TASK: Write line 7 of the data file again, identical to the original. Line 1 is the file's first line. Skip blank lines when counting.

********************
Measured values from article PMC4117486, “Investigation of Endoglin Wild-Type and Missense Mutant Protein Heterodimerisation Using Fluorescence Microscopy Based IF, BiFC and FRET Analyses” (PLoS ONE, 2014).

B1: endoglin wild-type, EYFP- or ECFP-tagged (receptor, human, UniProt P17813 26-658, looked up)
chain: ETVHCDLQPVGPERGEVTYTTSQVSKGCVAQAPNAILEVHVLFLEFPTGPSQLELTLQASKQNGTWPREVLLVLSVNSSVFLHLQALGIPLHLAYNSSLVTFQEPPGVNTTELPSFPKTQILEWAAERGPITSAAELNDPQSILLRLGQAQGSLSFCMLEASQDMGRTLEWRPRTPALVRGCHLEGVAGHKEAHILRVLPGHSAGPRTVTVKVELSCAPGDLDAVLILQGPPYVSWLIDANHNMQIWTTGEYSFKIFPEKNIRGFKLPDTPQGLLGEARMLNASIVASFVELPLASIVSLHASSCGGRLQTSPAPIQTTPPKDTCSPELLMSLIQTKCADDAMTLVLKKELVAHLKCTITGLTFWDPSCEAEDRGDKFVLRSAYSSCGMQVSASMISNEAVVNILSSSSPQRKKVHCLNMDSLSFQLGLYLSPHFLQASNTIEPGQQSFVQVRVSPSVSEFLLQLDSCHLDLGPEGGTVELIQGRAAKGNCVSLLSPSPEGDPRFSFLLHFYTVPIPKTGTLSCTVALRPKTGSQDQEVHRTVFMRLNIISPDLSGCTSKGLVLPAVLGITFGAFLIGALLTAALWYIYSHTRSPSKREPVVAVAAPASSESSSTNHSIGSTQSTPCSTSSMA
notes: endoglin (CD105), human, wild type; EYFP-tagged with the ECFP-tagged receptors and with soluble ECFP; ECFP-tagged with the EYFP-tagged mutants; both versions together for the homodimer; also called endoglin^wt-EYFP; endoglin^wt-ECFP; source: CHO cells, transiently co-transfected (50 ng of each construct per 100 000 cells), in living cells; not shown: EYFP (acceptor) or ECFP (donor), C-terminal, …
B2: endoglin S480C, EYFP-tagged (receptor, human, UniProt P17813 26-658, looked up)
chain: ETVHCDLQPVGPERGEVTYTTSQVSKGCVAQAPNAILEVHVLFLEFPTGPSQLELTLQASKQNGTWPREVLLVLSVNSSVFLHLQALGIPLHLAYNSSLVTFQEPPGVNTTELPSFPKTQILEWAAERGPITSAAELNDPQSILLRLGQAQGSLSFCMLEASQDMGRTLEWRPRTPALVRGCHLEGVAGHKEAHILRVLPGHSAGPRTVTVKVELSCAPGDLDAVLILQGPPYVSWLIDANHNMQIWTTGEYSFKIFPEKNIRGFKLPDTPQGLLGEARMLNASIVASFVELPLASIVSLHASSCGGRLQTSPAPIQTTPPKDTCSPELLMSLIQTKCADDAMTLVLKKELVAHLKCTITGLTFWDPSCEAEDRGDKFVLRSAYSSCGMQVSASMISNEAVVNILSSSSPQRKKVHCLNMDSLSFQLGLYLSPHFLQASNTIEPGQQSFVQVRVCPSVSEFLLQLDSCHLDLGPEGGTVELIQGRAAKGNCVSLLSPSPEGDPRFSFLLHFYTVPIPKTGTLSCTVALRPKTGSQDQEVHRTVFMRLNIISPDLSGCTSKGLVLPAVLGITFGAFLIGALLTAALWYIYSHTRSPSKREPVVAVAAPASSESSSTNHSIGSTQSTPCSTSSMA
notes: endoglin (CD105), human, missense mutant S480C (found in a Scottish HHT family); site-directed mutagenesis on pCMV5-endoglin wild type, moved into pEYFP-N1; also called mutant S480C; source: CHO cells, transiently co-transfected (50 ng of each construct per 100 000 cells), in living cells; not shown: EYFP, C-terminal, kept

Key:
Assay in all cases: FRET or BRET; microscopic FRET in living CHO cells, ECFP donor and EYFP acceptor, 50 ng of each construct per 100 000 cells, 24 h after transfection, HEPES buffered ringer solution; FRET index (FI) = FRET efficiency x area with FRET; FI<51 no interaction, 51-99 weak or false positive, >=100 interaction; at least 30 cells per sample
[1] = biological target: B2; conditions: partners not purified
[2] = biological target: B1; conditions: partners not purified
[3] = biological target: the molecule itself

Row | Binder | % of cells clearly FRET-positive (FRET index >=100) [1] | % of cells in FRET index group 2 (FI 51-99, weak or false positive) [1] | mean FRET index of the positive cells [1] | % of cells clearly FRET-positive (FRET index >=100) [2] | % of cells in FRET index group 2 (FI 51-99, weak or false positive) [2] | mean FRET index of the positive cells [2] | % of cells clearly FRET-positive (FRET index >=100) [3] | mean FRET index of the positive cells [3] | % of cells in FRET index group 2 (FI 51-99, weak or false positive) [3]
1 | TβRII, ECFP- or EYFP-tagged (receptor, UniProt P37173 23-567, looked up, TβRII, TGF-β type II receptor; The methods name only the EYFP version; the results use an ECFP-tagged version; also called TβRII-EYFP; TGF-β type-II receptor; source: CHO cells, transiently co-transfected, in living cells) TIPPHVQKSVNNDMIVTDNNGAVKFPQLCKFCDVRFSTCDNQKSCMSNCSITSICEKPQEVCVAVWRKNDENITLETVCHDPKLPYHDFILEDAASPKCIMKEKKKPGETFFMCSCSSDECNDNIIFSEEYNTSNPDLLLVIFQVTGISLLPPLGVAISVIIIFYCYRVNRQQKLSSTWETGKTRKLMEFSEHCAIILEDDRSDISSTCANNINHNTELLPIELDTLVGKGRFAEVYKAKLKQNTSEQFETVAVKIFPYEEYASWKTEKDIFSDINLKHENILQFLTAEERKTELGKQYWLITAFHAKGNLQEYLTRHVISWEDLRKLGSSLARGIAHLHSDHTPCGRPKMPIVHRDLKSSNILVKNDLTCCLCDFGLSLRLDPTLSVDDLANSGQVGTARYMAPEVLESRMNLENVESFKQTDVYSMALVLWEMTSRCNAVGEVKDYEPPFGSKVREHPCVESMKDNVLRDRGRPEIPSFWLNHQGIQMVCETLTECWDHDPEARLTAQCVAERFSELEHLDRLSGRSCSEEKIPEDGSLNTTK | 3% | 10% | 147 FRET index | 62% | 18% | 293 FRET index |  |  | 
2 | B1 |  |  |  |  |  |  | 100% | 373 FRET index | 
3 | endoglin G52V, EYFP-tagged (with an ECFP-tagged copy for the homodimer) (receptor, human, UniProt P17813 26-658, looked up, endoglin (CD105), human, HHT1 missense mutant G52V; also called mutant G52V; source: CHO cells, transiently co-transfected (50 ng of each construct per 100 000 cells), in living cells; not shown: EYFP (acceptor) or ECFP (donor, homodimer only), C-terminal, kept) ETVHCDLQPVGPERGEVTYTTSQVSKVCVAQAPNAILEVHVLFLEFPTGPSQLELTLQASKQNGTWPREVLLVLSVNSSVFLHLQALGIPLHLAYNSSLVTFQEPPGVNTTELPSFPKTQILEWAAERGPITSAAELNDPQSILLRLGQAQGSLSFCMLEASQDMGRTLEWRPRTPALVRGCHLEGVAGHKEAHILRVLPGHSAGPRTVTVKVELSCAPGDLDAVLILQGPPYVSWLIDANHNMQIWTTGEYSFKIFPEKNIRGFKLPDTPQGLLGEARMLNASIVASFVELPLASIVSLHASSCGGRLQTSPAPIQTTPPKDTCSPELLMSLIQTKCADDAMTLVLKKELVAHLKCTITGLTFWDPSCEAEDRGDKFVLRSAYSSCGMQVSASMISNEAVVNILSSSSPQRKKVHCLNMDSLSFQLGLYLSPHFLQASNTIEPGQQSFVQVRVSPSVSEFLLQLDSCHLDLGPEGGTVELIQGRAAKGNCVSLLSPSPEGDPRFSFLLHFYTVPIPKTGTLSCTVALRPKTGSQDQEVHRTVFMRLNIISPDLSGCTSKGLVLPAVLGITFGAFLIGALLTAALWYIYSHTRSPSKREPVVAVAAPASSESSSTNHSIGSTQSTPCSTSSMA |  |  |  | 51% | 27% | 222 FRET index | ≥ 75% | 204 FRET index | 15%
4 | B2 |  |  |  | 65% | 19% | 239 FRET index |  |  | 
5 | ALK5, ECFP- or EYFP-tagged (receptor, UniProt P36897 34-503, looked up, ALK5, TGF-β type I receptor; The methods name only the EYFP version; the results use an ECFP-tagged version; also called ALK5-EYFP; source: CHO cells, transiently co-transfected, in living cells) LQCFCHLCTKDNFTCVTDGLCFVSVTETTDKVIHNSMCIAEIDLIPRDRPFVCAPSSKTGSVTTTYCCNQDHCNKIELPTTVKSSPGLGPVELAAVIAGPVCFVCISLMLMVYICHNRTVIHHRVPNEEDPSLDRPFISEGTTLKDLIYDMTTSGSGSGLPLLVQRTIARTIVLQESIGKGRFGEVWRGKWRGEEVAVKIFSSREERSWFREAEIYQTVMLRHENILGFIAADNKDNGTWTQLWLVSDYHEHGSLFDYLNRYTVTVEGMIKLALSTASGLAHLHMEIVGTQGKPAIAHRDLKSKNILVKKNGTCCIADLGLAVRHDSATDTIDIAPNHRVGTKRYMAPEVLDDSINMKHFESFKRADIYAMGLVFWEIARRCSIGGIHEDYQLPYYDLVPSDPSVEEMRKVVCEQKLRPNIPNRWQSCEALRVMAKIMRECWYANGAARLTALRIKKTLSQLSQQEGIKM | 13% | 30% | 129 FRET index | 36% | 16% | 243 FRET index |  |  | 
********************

notes: endoglin (CD105), human, missense mutant S480C (found in a Scottish HHT family); site-directed mutagenesis on pCMV5-endoglin wild type, moved into pEYFP-N1; also called mutant S480C; source: CHO cells, transiently co-transfected (50 ng of each construct per 100 000 cells), in living cells; not shown: EYFP, C-terminal, kept